From headsets to video streams management, ActionStreamer thought about everything
Giving fans a first-person viewing experience is a very ambitious idea. To make it a reality, the founding team of ActionStreamer faced two challenges: convincing players and making it easy to process all the video streams coming from the helmet cams.
ActionStreamer’s product development team works closely with helmet suppliers and players. The company integrates cameras in helmets that players already use. The goal is for players to not even notice they have different equipment.
Once the footage is captured, the biggest challenge lies ahead: managing all the video streams. ActionStreamer worked with Verizon and T-Mobile to provide a solution that makes it fast and easy for broadcasters to process and redistribute video streams. Greg Roberts believes that the advent of 5G in stadiums will significantly enhance the viewer experience in the coming years. Video streams will be able to be processed and distributed faster. As a result, broadcasters will be able to offer more viewing angles. As a result, the experience will be more immersive for viewers.
“Think of our platform as a pipeline to omnichannel media and data insights offerings, including real-time HD video, audio, and subject data (biometric, speed, geo, etc.) that can be synchronized across an entire media footprint (broadcast, mobile, streaming, etc.). All of these data categories are captured from our custom-designed streaming wearables, and distributed to media endpoints through our proprietary data streaming and delivery methods. And now, through work with Verizon and T-Mobile, the data streaming platform runs on 5G”
The pathway to a more innovative viewing experience
ActionStreamer has deployed its device in several contexts. We’ve talked about helmet cams in the NFL and FCFL. For the 2020 World Series, players had cameras on their helmets and caps.
ActionStreamer’s device also lends itself to more original POVs. In the NFL, the Ref Cam offers some very interesting footage from the referee’s perspective.
In the NBA, the Brooklyn Nets have experimented with a Hat Cam in pre-game. The dancers and pre-game hosts performed with ActionStreamer hats. The New York club broadcast this stream under the name “TeamHypeCam”. This initiative highlights the folklore of a basketball game and promotes the incredible experience basketball fans have at Barclays Center.
The system of inserting cameras and processing video streams leaves room for a lot of creativity. One could imagine the club’s mascot spending game days wearing an ActionStreamer cap. Clubs could also highlight the fan experience on match days by broadcasting a typical fan’s evening at the stadium in first person. The possibilities are endless!
ActionStreamer satisfies fans’ desire to be closer to the action. Advances in video streaming speed allow us to enjoy the action from the perspective of the live players. Many uses of this technology come to mind to enhance the fan experience. Like WaitTime, ActionStreamer’s impact extends beyond sports. The technology for processing on-board camera feeds is also used by the Air Force.
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“How to engage fans during World Cup” with Marco Sansoni (FIFA)
Let’s discover how to engage fans during major events such as World Cup with a spectatorship services expert. We will come back in particular on the Brazilian World Cup.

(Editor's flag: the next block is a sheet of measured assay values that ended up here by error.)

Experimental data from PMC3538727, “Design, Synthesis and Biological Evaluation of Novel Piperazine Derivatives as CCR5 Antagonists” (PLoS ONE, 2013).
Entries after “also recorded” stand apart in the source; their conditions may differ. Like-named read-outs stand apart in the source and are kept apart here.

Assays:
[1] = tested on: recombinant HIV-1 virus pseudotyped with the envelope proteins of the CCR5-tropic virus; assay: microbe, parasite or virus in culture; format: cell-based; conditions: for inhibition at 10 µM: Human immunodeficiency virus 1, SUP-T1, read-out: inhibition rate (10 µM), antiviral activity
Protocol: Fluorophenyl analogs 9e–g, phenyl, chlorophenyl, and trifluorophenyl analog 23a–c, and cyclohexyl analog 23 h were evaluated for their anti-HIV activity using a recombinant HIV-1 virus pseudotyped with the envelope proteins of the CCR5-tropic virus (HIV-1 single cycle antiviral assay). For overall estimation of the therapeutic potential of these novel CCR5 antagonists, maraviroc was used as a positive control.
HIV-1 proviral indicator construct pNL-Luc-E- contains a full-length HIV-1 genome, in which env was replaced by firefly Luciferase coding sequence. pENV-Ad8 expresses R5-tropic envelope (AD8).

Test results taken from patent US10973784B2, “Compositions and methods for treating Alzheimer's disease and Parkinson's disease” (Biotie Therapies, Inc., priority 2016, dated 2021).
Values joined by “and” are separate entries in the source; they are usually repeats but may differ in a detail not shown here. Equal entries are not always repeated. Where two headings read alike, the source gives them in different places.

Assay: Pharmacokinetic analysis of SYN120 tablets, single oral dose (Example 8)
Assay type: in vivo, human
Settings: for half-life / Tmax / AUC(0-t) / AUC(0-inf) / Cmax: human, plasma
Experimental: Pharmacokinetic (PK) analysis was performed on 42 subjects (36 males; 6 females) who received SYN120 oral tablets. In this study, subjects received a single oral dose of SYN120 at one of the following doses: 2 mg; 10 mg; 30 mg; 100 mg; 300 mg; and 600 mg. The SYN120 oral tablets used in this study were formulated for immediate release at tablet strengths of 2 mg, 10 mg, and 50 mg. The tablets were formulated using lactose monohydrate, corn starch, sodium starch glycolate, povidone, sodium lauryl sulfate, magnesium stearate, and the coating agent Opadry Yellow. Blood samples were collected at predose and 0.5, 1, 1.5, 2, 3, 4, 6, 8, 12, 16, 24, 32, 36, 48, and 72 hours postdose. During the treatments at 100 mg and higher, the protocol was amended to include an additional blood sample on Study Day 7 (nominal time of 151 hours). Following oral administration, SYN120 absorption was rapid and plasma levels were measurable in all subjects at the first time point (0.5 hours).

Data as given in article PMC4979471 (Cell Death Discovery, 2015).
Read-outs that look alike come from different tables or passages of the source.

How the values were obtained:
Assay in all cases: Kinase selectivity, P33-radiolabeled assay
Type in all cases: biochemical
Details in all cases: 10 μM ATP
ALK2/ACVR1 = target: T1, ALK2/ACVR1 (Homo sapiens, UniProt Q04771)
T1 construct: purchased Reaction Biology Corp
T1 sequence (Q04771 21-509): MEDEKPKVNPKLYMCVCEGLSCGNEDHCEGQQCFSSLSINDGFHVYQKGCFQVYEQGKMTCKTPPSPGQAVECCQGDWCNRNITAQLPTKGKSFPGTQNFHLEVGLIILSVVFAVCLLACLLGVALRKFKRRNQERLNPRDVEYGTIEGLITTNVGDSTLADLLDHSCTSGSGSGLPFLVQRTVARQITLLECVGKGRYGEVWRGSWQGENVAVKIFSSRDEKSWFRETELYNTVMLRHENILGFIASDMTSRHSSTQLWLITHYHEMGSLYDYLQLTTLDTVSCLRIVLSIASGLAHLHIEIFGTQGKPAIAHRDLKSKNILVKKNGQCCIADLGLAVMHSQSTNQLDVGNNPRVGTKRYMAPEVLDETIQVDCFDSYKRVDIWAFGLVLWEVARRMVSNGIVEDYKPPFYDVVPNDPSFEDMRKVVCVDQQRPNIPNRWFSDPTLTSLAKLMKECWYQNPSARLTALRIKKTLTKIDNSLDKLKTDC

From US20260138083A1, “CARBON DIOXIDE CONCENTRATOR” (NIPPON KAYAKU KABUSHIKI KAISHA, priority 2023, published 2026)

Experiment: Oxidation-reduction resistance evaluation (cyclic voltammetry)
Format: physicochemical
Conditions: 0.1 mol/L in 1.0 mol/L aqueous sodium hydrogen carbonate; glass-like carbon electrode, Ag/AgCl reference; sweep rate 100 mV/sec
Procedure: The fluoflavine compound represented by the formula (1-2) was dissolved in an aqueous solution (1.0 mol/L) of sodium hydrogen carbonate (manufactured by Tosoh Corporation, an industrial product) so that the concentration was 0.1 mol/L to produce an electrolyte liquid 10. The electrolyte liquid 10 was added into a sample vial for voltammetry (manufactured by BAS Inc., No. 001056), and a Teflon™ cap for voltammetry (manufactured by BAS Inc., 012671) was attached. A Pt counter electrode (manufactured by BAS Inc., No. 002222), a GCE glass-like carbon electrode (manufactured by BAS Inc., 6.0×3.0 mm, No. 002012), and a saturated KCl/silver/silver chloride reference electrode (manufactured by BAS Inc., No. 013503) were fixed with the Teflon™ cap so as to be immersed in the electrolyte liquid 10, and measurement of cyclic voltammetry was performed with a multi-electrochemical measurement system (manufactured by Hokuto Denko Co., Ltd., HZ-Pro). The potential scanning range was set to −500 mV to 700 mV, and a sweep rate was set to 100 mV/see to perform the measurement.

We received Marco Sansoni, Spectatorship Services Manager at the FIFA. He worked on a lot of major events, especially World Cup, and has now a strong experience. He comes back for us today on these large events and how to engage fans during these ones. With the pandemic going on, he also talks about the new issues and solutions for the clubs or the leagues.
This interview is also available on our podcast channel that you can listen on every podcast platform.
Marco Sansoni, a spectatorship services expert
Within FIFA, I’m a spectator service manager, which is the first of a kind, where I’m working since approximately two years. I got involved in events during the last 15 years. I’ve been traveling around the world and worked in five continents. It was almost always focused on fans, and all aspects of the fan within the operation side as well. It was really a game changer in my career to be the first spectator service manager of the World Cup history, because until then, spectator services was basically an amount of volunteers, quite a big workforce that was allocated either to security or to the volunteers department in previous editions such as Germany 2006, and South Africa 2010.
It was also because of the issues with the crowd on one side, and because in Brazil, the culture in sporting events, especially in some cities, was that the seats were not assigned. Basically, first come first served at the stadium (that would not be acceptable for FIFA standards). So we had the challenge of a cultural change in 2007. It was really challenging. Since then, I’m pretty much stuck in football, except for the Rio 2016 Olympics that I’ve been working on. So I’m very happy to share all of this. Looking back now, I’m 42 and when I was a kid, I wanted to travel for work and I’m happy to have been loyal to that dream.
The best experiences encountered during his life
Torino is definitely in my heart. When a global event touches your country, you have some chance. And basically, everyone starts with a local global event. So that would be the first. The second, definitely as mentioned, is the FIFA World Cup. To give you an idea of the achievements, we can say that every World Cup is different, every event is different. It’s also in terms of size, think about the size of a continent or country as Brazil with 12 host cities. We have a distance from Manaus to Porto Alegre, so from Amazonia to almost Argentina with six hours flight.